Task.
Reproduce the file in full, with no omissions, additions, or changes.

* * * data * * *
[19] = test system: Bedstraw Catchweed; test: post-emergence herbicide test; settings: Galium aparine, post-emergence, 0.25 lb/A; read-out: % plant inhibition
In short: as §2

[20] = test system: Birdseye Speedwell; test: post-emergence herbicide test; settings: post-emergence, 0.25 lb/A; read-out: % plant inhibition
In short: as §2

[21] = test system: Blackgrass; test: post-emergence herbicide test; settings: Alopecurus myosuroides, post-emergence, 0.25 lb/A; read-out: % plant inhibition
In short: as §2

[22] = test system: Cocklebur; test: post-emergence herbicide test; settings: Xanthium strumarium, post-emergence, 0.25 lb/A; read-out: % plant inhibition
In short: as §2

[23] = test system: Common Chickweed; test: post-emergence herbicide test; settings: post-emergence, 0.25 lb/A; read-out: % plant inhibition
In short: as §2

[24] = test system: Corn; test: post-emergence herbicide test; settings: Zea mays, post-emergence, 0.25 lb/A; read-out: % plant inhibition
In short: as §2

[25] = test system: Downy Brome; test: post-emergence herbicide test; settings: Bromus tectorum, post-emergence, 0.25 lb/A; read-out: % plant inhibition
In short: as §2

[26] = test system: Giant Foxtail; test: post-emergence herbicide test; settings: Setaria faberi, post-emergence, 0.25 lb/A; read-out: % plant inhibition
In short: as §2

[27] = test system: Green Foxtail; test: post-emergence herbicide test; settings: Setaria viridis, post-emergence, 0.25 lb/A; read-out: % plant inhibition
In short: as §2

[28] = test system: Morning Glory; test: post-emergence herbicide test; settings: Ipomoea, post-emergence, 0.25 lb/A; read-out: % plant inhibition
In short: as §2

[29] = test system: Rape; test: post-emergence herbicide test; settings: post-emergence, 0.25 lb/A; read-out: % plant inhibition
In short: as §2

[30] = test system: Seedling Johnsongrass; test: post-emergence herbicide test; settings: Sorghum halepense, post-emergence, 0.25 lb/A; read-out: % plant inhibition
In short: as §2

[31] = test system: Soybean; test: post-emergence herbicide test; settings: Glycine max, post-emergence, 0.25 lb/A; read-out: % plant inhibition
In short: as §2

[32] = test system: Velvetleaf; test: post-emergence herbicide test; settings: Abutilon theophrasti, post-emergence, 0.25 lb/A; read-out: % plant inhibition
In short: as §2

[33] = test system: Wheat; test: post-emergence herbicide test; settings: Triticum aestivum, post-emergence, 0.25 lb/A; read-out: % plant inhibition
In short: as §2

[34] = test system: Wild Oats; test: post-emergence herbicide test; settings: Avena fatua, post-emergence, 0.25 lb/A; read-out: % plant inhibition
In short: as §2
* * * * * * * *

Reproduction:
[19] = test system: Bedstraw Catchweed; test: post-emergence herbicide test; settings: Galium aparine, post-emergence, 0.25 lb/A; read-out: % plant inhibition
In short: as §2

[20] = test system: Birdseye Speedwell; test: post-emergence herbicide test; settings: post-emergence, 0.25 lb/A; read-out: % plant inhibition
In short: as §2

[21] = test system: Blackgrass; test: post-emergence herbicide test; settings: Alopecurus myosuroides, post-emergence, 0.25 lb/A; read-out: % plant inhibition
In short: as §2

[22] = test system: Cocklebur; test: post-emergence herbicide test; settings: Xanthium strumarium, post-emergence, 0.25 lb/A; read-out: % plant inhibition
In short: as §2

[23] = test system: Common Chickweed; test: post-emergence herbicide test; settings: post-emergence, 0.25 lb/A; read-out: % plant inhibition
In short: as §2

[24] = test system: Corn; test: post-emergence herbicide test; settings: Zea mays, post-emergence, 0.25 lb/A; read-out: % plant inhibition
In short: as §2

[25] = test system: Downy Brome; test: post-emergence herbicide test; settings: Bromus tectorum, post-emergence, 0.25 lb/A; read-out: % plant inhibition
In short: as §2

[26] = test system: Giant Foxtail; test: post-emergence herbicide test; settings: Setaria faberi, post-emergence, 0.25 lb/A; read-out: % plant inhibition
In short: as §2

[27] = test system: Green Foxtail; test: post-emergence herbicide test; settings: Setaria viridis, post-emergence, 0.25 lb/A; read-out: % plant inhibition
In short: as §2

[28] = test system: Morning Glory; test: post-emergence herbicide test; settings: Ipomoea, post-emergence, 0.25 lb/A; read-out: % plant inhibition
In short: as §2

[29] = test system: Rape; test: post-emergence herbicide test; settings: post-emergence, 0.25 lb/A; read-out: % plant inhibition
In short: as §2

[30] = test system: Seedling Johnsongrass; test: post-emergence herbicide test; settings: Sorghum halepense, post-emergence, 0.25 lb/A; read-out: % plant inhibition
In short: as §2

[31] = test system: Soybean; test: post-emergence herbicide test; settings: Glycine max, post-emergence, 0.25 lb/A; read-out: % plant inhibition
In short: as §2

[32] = test system: Velvetleaf; test: post-emergence herbicide test; settings: Abutilon theophrasti, post-emergence, 0.25 lb/A; read-out: % plant inhibition
In short: as §2

[33] = test system: Wheat; test: post-emergence herbicide test; settings: Triticum aestivum, post-emergence, 0.25 lb/A; read-out: % plant inhibition
In short: as §2

[34] = test system: Wild Oats; test: post-emergence herbicide test; settings: Avena fatua, post-emergence, 0.25 lb/A; read-out: % plant inhibition
In short: as §2